After the Biden administration announced its toughest crackdown on border crossings to date, the U.S. bishops’ top voice on migration has charged that the proposed rule will further limit asylum for those most in need, and expose them to greater danger.

The proposed rule, announced Feb. 23 by the Homeland Security and Justice Departments, presumes that immigrants are ineligible for asylum if they enter the country unlawfully. It would allow for rapid deportation of any immigrants who fail to utilize a legal pathway to enter the U.S., or who don’t seek asylum or other protection in a country through which they traveled.

The proposed rule is open for public comment through March 27. It’s slated to go into effect when Title 42 – a controversial Trump-era measure allowing the immediate expulsion of immigrants that’s also been utilized by the Biden administration – is lifted in May. The policy is set to be in place for two years.

Bishop Mark Seitz, the USCCB Migration Chair, said that the nation’s bishops are “deeply troubled” by the proposal, “which perpetuates the misguided notion that heavy-handed enforcement measures are a viable solution to increased migration and forced displacement.”

“While recognizing our country’s right to maintain its borders, my brother bishops and I have consistently rejected policies that weaken asylum access for those most in need of relief and expose them to further danger.” Seitz said in a Feb. 23 statement. “Because that is likely the result of this proposal, we strongly oppose its implementation.”

The Biden administration argues that unlawful entries into the U.S. are expected to increase significantly when Title 42 is lifted to a level that would undermine the departments’ ability to enforce and administer U.S. immigration laws, including the asylum process.

In the proposed rule, the departments’ highlight that for days ending December 24, 2022, there were an average of 8,500 southwest border [SWB] encounters per day, with encounters exceeding 9,000 per day on 12 different occasions over that stretch. When Title 42 is lifted, the departments’ said their models and projections suggest encounters could rise to 11,000-13,000, daily. That would amount to more than 2.5 million border encounters in a year.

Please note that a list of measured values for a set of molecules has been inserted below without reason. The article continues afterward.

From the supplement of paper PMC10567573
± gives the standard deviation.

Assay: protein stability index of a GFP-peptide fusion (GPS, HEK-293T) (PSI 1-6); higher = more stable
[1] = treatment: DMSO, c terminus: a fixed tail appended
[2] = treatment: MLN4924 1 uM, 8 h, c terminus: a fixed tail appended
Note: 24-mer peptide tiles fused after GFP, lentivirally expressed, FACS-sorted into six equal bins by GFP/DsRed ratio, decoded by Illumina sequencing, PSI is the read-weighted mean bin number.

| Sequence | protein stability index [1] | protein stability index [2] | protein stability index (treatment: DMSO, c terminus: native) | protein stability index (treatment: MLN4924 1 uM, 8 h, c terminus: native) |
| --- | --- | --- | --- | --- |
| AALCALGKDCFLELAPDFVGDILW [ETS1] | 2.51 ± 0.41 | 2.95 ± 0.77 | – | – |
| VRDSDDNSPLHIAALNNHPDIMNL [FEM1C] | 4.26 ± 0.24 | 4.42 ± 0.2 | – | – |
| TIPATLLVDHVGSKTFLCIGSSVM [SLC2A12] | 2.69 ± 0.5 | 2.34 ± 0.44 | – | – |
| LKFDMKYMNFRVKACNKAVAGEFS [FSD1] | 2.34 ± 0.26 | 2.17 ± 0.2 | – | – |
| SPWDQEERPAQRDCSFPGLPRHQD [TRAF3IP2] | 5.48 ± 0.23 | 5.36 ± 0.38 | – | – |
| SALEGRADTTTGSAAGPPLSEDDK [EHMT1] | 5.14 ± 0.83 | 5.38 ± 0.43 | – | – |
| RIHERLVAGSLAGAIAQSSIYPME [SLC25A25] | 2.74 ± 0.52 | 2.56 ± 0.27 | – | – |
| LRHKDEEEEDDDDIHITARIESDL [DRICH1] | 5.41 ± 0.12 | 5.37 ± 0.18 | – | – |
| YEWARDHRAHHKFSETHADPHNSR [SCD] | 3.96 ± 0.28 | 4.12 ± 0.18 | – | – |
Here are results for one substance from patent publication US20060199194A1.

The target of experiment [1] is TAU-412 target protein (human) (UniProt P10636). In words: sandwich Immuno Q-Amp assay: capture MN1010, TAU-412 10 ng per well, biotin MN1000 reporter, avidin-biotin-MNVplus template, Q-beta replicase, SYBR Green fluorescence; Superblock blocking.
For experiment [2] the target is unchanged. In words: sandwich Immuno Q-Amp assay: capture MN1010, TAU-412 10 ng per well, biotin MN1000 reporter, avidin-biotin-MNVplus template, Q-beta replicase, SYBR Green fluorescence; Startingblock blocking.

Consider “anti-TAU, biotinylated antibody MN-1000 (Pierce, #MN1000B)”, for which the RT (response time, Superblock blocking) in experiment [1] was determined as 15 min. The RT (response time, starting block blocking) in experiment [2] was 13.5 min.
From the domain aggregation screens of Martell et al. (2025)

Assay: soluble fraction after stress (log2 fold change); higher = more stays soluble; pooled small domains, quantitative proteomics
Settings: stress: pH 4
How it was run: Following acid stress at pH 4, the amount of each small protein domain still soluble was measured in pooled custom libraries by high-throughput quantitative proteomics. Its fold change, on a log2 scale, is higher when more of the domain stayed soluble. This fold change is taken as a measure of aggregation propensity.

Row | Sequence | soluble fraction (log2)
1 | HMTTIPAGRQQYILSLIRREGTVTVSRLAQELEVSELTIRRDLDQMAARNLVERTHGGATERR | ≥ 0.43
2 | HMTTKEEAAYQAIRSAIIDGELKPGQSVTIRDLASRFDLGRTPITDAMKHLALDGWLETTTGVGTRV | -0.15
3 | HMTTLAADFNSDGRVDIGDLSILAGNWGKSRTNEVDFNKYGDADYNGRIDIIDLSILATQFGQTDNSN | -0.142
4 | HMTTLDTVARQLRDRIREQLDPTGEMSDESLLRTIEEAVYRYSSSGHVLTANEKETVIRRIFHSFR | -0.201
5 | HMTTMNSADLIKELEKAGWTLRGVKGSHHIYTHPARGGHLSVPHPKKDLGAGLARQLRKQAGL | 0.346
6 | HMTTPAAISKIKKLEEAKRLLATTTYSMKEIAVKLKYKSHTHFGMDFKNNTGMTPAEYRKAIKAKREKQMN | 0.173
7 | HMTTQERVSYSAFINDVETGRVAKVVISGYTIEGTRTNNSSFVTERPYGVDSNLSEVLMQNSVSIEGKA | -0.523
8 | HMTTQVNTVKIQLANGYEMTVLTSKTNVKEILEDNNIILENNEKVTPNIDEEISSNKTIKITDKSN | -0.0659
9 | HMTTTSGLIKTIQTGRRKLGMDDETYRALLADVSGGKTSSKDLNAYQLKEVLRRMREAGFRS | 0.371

When Title 42 is lifted, the departments state, “the number of migrants seeking to cross the SWB without lawful authorization to do so is expected to increase significantly, unless other policy changes are made.”

Border agents encountered a record-high approximately 2.4 million undocumented immigrants in Fiscal Year 2022, which ran from Oct. 1, 2021 – Sept. 20, 2022. The total for FY 2023, October 1, 2022 – January 2023 is roughly 875,000, according to U.S. Customs and Border Protection data.

The proposed rule expands on new border measures the Biden Administration announced last month that expanded legal pathways for a set number of immigrants from Nicaragua, Haiti and Cuba to enter the U.S. with the opportunity to stay for two years and receive work authorization.

It also expands the implementation of a mobile app migrants can use to notify border authorities of their plans to seek asylum in the U.S., and a time that they will arrive, in order to be processed into the country, where they can then make their claims for protection.

Like last month’s announcement, Seitz lamented that the advent of new, innovative, legal pathways comes at the expense of an immigrant’s general right to seek asylum in the U.S.

“We appreciate the Administration’s desire to expand lawful pathways to the United States, especially through increased refugee processing, but that should not come at the expense of vulnerable persons seeking protection at our border,” Seitz said. “Above all, the sanctity of human life remains paramount.”